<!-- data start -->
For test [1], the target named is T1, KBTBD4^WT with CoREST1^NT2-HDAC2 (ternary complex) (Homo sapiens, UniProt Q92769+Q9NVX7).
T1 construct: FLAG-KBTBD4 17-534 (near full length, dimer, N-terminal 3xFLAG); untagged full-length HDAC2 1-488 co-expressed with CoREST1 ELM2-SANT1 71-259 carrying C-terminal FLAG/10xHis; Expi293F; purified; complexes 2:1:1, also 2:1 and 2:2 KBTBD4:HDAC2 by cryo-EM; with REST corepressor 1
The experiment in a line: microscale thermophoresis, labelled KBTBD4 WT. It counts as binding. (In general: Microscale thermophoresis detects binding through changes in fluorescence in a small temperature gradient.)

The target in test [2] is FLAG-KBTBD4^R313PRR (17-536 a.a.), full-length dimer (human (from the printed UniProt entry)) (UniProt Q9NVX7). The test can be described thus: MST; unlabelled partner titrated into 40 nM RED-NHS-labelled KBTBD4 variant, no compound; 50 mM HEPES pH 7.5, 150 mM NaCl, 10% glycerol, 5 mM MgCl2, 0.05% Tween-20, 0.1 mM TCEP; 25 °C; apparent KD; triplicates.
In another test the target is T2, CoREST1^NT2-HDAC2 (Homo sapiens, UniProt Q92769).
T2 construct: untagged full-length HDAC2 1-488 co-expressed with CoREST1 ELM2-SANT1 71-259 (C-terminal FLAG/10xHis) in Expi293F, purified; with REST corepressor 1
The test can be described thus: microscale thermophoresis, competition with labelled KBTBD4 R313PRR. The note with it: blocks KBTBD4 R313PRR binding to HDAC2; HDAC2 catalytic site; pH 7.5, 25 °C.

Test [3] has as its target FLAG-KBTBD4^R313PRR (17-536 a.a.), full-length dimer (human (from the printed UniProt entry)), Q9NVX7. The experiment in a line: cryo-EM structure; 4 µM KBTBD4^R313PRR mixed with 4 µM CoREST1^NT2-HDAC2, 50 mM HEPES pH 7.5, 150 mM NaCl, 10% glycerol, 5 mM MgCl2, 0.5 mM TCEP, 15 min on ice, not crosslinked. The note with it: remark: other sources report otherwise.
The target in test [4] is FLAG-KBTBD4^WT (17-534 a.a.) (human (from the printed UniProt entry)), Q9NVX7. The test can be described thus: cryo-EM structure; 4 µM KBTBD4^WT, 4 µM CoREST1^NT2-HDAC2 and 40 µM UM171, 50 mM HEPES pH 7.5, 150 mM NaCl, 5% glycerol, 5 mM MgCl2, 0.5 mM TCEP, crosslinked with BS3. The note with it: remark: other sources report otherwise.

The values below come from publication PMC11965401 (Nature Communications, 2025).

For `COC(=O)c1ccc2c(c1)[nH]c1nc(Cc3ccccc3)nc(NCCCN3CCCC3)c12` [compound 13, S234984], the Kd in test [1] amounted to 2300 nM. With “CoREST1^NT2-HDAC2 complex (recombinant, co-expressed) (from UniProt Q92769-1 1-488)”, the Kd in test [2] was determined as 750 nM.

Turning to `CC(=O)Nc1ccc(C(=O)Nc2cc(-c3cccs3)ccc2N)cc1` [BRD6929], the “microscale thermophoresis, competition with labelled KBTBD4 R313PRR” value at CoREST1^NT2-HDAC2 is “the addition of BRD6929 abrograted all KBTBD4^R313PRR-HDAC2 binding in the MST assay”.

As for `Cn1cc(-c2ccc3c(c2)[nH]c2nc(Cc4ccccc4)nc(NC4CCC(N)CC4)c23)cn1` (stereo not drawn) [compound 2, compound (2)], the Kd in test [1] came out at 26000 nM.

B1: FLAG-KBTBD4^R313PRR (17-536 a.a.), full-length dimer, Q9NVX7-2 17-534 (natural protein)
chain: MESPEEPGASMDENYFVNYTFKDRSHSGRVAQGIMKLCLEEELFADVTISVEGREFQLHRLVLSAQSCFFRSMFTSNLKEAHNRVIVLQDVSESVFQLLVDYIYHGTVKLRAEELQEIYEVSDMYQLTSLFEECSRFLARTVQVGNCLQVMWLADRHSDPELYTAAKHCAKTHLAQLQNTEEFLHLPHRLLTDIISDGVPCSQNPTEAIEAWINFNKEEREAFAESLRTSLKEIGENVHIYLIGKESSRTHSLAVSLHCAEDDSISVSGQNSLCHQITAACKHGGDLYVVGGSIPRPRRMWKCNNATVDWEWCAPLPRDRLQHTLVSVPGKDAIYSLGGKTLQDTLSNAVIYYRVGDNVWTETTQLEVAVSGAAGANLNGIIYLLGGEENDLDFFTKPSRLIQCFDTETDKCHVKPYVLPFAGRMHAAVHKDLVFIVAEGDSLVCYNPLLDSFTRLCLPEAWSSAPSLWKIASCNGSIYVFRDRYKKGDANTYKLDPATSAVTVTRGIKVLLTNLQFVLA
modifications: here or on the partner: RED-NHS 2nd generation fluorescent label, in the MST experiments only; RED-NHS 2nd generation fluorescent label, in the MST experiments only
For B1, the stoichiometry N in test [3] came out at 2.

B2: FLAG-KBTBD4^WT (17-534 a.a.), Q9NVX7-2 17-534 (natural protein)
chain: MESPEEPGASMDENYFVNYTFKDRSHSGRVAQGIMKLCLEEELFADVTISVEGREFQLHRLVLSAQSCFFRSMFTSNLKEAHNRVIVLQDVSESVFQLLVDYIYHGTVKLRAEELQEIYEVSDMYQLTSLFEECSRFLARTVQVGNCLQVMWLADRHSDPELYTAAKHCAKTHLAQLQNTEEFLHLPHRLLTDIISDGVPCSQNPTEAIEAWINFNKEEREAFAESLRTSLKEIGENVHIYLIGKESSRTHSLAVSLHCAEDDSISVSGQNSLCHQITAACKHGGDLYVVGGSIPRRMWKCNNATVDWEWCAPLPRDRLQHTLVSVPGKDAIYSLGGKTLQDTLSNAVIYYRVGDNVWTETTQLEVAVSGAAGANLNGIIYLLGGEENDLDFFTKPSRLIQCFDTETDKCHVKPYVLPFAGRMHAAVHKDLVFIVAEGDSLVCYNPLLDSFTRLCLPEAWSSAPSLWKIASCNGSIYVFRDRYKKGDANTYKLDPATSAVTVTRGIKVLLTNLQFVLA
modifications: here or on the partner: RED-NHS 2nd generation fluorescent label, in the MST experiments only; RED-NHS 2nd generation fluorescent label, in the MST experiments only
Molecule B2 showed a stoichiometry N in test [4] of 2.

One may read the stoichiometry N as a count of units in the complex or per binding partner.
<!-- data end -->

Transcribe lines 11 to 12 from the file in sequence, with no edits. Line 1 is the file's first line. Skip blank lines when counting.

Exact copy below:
For `COC(=O)c1ccc2c(c1)[nH]c1nc(Cc3ccccc3)nc(NCCCN3CCCC3)c12` [compound 13, S234984], the Kd in test [1] amounted to 2300 nM. With “CoREST1^NT2-HDAC2 complex (recombinant, co-expressed) (from UniProt Q92769-1 1-488)”, the Kd in test [2] was determined as 750 nM.

Turning to `CC(=O)Nc1ccc(C(=O)Nc2cc(-c3cccs3)ccc2N)cc1` [BRD6929], the “microscale thermophoresis, competition with labelled KBTBD4 R313PRR” value at CoREST1^NT2-HDAC2 is “the addition of BRD6929 abrograted all KBTBD4^R313PRR-HDAC2 binding in the MST assay”.